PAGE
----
Elaine Feeney at Ottawa Writers Fest @ Christ Church Cathedral
Oct 26 @ 8:00 pm – 10:00 pm
Elaine Feeney at Ottawa Writers Fest @ Christ Church Cathedral | Ottawa | Ontario | Canada

Join Elaine Feeney, author of Booker Prize-longlisted novel How to Build a Boat (Nov 7, 2023), at the Ottawa Writers Fest event The Good Life! Elaine will be joined by Darrel J. McLeod and Zalika Reid-Benta in a conversation on care, community and belonging hosted by Aara Macauley. Books will be provided by Perfect Books. The event will take place at Christ Church Cathedral on Thursday, October 26 at 8PM.

Tickets and details here.

Order How to Build a Boat here!


Longlisted for the 2023 Booker Prize • One of the Globe and Mail’s “Sixty-Two Books to Read This Fall”

A funny and deeply moving novel about a boy, his dream, and the people who lend him a hand, by the acclaimed author of As You Were

Jamie O’Neill loves the colour red. He also loves tall trees, patterns, rain that comes with wind, the curvature of many objects, books with dust jackets, cats, rivers and Edgar Allan Poe. At age thirteen, there are two things he especially wants in life: to build a Perpetual Motion Machine, and to connect with his mother, Noelle, who died when he was born. In his mind these things are intimately linked. And at his new school, where all else is disorientating and overwhelming, he finds two people who might just be able to help him.

How to Build a Boat is the story of how one boy and his mission transforms the lives of his teachers, Tess and Tadhg, and brings together a community. Written with tenderness and verve, it’s about love, family and connection, the power of imagination, and how our greatest adventures never happen alone.


Elaine Feeney is a writer from the west of Ireland. Her 2020 debut novel, As You Were, was shortlisted for the Rathbones Folio Prize and the Irish Novel of the Year Award and won the Kate O’Brien Award, the McKitterick Prize, and the Dalkey Festival Emerging Writer Award. Feeney has published three collections of poetry including The Radio Was Gospel and Rise, and her short story “Sojourn” was included in The Art of The Glimpse: 100 Irish Short Stories, edited by Sinéad Gleeson. Her work appears widely in The MothThe Paris ReviewThe Stinging FlyPoetry Review, and elsewhere. Feeney lectures at the University of Galway.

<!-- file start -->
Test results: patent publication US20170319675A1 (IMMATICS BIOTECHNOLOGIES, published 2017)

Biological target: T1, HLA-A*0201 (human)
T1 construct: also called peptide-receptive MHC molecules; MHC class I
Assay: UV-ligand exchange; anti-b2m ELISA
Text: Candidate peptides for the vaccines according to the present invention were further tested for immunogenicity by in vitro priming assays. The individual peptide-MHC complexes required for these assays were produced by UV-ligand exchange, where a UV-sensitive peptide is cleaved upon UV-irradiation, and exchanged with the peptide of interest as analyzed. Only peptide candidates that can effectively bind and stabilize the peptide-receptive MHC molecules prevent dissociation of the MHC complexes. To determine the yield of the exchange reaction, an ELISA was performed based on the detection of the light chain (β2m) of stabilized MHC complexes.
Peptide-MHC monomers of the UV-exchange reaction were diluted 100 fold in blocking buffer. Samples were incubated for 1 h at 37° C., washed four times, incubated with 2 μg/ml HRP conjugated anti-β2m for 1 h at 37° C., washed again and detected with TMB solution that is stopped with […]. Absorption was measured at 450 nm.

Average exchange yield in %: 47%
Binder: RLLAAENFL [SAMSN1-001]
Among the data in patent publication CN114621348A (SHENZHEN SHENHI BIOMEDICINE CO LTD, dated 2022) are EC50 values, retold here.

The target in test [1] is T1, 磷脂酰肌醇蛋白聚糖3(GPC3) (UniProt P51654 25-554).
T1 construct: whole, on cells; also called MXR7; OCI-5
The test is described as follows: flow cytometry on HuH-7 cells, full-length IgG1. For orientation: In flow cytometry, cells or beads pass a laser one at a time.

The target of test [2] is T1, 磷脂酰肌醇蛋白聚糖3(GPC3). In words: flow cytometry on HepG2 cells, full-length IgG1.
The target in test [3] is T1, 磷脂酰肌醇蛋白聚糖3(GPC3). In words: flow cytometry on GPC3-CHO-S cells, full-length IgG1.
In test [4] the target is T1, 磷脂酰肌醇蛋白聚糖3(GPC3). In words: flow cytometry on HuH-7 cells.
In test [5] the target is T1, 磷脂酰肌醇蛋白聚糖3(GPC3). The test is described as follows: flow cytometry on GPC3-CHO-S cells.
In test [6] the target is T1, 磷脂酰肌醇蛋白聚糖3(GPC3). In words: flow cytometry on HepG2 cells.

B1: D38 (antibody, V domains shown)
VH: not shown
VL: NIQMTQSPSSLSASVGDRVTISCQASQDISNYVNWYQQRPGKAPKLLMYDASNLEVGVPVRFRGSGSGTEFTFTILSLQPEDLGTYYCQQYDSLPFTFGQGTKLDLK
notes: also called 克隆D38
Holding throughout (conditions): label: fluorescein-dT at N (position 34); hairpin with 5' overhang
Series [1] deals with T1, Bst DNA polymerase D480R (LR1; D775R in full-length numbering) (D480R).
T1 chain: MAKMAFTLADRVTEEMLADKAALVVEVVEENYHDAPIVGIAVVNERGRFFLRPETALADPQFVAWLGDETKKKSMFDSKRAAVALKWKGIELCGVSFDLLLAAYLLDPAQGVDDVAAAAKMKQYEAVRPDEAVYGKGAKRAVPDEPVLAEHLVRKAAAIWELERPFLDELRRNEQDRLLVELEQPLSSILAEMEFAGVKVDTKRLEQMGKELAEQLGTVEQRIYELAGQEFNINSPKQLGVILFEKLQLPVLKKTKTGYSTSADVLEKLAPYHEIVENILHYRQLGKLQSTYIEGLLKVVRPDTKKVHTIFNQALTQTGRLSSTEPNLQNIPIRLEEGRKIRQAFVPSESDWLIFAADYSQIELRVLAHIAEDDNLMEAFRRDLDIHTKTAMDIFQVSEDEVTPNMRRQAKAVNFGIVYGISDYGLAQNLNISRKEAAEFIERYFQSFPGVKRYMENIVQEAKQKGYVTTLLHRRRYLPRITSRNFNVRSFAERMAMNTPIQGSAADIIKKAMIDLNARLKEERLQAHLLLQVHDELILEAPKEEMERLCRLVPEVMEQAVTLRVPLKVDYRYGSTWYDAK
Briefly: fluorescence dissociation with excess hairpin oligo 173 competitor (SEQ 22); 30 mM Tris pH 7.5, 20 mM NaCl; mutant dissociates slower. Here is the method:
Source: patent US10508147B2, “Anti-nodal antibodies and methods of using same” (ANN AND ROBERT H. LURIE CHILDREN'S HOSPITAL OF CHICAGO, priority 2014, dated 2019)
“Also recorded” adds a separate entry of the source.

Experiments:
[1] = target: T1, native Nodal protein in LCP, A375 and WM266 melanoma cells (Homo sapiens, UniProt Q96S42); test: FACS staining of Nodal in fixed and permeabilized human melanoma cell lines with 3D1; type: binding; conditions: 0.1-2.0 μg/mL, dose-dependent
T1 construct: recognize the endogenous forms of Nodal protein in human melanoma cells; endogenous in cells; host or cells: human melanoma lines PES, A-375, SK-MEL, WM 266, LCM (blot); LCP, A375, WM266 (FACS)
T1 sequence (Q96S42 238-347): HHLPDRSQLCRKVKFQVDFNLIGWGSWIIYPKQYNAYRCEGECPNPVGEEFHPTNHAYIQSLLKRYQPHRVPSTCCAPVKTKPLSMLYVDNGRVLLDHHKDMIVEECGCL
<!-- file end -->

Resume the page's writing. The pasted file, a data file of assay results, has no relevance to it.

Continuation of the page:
Catherine Leroux at Ottawa Writers Fest @ Christ Church Cathedral
Oct 28 @ 8:00 pm – 10:00 pm
Catherine Leroux at Ottawa Writers Fest @ Christ Church Cathedral | Ottawa | Ontario | Canada

Join Catherine Leroux, author of The Future (trans. by Susan Ouriou), at the Ottawa Writers Fest event Another World! Catherine will be joined by Sean Michaels and Mona Awad in a conversation hosted by Rhonda Douglas on the many ways imagining other worlds, imagined histories and possible tomorrows can connect us more fully to the things that matter most. Books will be provided by Perfect Books. The event will take place at Christ Church Cathedral on Saturday, October 28 at 8PM.

Tickets and details here.

Order The Future here!


One of Tor.com‘s Can’t Miss Speculative Fiction for Fall 2023 • Listed in CBC Books Fiction to Read in Fall 2023 • One of Kirkus Reviews‘ Fall 2023 Big Books By Small Presses • A Kirkus Review Work of Translated Fiction To Read Now

In an alternate history in which the French never surrendered Detroit, children protect their own kingdom in the trees.

In an alternate history of Detroit, the Motor City was never surrendered to the US. Its residents deal with pollution, poverty, and the legacy of racism—and strange and magical things are happening: children rule over their own kingdom in the trees and burned houses regenerate themselves. When Gloria arrives looking for answers and her missing granddaughters, at first she finds only a hungry mouse in the derelict home where her daughter was murdered. But the neighbours take pity on her and she turns to their resilience and impressive gardens for sustenance.

When a strange intuition sends Gloria into the woods of Parc Rouge, where the city’s orphaned and abandoned children are rumored to have created their own society, she can’t imagine the strength she will find. A richly imagined story of community and a plea for persistence in the face of our uncertain future, The Future is a lyrical testament to the power we hold to protect the people and places we love—together.


Catherine Leroux is the author of three highly praised novels and an innovative sequence of short stories. Her first novel, La marche en forêt (2011), was a finalist for Quebec’s Booksellers’ Prize. Her bestselling second novel, The Party Wall, a translation of Le mur mitoyen, won the France–Quebec Prize in the original and, in translation, was a finalist for the Scotiabank Giller Prize and the Dublin IMPAC Award. In the United States, The Party Wall was a prestigious Indies Introduce selection. Leroux’s story sequence, Madame Victoria, won Quebec’s Adrienne Choquette Prize and was a finalist for the Booksellers’ Prize. The French original of The Future (L’avenir) won the Jacques Brossard Prize and was a finalist for the Imaginary Horizons Prize. Catherine Leroux works as a translator and editor in Montreal. She was awarded the 2019 Governor General’s Literary Award for Translation.

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